Alissa's Butler Built seat...
Alissa's Butler Built seat features a full halo, a common feature in many Sprint Cars but much rarer in other forms of racing.
3. Good Gloves Ah yes, we'd like to think that Alissa read last month's story about matching your glove's SFI rating to your suit's SFI rating, but we forgot to ask her. "Good-quality gloves are a big thing for me," she says. "You must have protection but also the ability to get good feedback through the wheel. A bad glove can prevent you from getting that good feedback."
4. Earplugs We found this one interesting. Sure, you see all of those NASCAR Sprint Cup guys stuffing the custom-molded plugs into their ears in the pre-race show, but how many short trackers do you know who wear them? If you're like us here at CT, that number is pretty low. "I like to hear," Alissa joked. Joking aside, hearing damage is a common problem among racers that can be easily solved with a halfway-decent set of earplugs. "One time I forgot to put them in, and I couldn't believe how much my ears hurt and rang after the race," she says. "Needless to say, I haven't forgotten them since."
5. Fireproof Socks Ok, fireproof socks? She must've read that article last month. No need to elaborate here. In the right type of accident, it's easy to burn your ankles if you're not wearing the proper flame-retardant socks.
We found Alissa's list to be not only interesting, but also educational, especially where the earplugs are concerned. We don't think a lot of racers consider them as safety equipment, but they are. If you don't believe us, just spend a few decades racing weekly and then check your hearing.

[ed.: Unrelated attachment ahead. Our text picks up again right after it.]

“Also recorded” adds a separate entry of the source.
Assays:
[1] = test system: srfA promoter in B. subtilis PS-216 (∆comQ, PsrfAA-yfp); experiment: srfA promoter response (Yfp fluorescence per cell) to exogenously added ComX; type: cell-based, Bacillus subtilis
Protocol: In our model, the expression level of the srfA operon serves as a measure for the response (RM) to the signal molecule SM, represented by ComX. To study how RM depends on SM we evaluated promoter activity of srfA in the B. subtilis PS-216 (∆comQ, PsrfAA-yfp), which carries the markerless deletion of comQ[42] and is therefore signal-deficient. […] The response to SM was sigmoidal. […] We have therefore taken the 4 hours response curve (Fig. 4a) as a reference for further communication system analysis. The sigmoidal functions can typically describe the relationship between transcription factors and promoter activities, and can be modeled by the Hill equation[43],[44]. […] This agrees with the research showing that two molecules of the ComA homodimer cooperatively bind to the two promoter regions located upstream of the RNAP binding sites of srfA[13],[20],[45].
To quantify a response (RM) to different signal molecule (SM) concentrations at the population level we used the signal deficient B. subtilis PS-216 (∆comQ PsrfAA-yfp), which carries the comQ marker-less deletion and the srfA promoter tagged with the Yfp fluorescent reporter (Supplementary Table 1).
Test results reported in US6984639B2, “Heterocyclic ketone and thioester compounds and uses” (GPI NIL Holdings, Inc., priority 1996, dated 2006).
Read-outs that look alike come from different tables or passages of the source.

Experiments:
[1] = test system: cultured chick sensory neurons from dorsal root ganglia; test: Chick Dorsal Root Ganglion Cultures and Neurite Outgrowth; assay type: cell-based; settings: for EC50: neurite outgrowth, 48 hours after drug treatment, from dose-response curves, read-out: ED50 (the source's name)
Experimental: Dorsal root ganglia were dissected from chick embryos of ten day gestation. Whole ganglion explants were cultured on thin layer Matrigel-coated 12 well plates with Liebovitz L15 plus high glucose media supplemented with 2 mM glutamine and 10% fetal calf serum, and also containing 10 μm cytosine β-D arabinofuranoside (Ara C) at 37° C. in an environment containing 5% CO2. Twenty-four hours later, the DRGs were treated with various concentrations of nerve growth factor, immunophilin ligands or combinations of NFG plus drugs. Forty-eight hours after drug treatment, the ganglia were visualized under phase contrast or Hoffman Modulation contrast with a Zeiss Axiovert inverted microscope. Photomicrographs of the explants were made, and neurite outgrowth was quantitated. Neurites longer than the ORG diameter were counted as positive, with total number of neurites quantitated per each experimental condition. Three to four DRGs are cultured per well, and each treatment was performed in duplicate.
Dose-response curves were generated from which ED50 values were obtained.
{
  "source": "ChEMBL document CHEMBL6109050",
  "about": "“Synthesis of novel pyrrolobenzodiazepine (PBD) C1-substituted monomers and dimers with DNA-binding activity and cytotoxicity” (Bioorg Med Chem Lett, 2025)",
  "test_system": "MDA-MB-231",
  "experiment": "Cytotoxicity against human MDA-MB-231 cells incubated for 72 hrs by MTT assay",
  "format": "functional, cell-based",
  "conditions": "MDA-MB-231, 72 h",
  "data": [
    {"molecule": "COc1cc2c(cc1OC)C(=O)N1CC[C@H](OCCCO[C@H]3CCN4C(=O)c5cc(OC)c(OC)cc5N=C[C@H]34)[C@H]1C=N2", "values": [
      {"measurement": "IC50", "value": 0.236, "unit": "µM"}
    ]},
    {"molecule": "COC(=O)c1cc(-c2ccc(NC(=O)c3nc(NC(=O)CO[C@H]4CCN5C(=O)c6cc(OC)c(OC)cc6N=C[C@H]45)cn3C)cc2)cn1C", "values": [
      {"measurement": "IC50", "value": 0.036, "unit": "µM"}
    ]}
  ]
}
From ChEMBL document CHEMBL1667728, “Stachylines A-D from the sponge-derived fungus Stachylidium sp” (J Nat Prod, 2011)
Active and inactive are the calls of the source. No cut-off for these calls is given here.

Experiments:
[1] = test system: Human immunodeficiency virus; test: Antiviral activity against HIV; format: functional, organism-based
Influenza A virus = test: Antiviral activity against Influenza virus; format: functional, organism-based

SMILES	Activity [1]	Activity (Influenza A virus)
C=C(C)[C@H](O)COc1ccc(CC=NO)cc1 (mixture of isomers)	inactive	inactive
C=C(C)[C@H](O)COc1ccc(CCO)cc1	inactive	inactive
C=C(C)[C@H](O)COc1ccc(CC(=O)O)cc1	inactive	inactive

Alissa also wears a fire retardant...
Alissa also wears a fire retardant balaclava or head sock, a great way to protect your head and neck. We bet Dale Earnhardt Jr. wished he had one on a few years ago.
We also discussed some other items with Alissa, including the importance of wearing good-quality products. When she climbs into her car in 2008 at Petaluma, she'll be sporting a full complement of safety products, including Carbon X underwear, another item she never goes without. Her suit is a mutlilayer, custom-made Simpson.
In addition, her car is properly constructed from front to rear, including a Butler Built seat with a full halo.
"I've tipped it and rolled it a few times, and when I did I landed wrong, so my ribs and back hurt," Alissa says. "But I've been really lucky. I wouldn't be all right if I wasn't wearing all this safety equipment."
Alissa's focus on safety comes not only from her firsthand experience of flips, but also from growing up around Sprint Car racing where she was witness to some scary incidents. "I've seen my dad in some crazy accidents and had to watch him go to the hospital more than once." That's a great motivator for the aspiring World of Outlaws racer (it's one of her goals) to take safety seriously.
Alissa and her family celebrate...
Alissa and her family celebrate that first win at Petaluma on July 18, 2007.
Admittedly, the safety equipment this young lady has isn't your Kmart special, but, as she says, "If you're unprotected, that could be the end. Always take that extra step. It could save your life."
At the time of this interview, Alissa's season was about to get underway. In addition to racing at Petaluma for points, she will be running 410 races on Friday nights at Silver Dollar Speedway as well as taking part in the Civil War Series, a California-based traveling show of 360 Sprinters. Her and her family's approach to safety should serve all of them well in the rough-and-tumble world of Sprint Car racing.
The triangular net dubbed...
The triangular net dubbed a "Sprint Car net" has gained popularity among some big-time NASCAR drivers. It's designed to act like a halo on the seat but is removable for easy entry and exit of full-bodied cars. These from SafeQuip are universal designs that work with Sprint Cars, midgets, late models, modifieds, and more.